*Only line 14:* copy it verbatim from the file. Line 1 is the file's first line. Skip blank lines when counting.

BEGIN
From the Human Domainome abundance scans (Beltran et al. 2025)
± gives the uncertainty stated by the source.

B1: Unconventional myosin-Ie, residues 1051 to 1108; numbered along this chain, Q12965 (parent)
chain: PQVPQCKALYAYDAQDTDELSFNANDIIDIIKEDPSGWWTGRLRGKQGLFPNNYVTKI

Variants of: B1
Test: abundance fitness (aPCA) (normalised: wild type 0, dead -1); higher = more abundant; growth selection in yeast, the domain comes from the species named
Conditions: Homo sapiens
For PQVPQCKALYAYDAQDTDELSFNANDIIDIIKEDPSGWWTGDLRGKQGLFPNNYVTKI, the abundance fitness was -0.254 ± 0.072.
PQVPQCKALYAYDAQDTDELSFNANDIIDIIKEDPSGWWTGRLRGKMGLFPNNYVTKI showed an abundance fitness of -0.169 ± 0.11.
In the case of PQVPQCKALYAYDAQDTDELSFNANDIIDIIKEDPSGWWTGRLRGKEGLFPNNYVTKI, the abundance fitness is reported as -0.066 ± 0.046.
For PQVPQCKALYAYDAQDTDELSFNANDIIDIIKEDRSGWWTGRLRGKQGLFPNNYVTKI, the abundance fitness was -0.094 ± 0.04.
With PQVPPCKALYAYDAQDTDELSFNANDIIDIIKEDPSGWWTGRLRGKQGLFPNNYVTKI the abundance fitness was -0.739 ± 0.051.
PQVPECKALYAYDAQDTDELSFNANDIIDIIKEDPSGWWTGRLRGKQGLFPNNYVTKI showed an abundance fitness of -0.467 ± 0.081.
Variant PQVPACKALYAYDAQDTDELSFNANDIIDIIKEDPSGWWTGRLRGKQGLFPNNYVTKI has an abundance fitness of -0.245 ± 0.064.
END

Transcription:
Variant PQVPACKALYAYDAQDTDELSFNANDIIDIIKEDPSGWWTGRLRGKQGLFPNNYVTKI has an abundance fitness of -0.245 ± 0.064.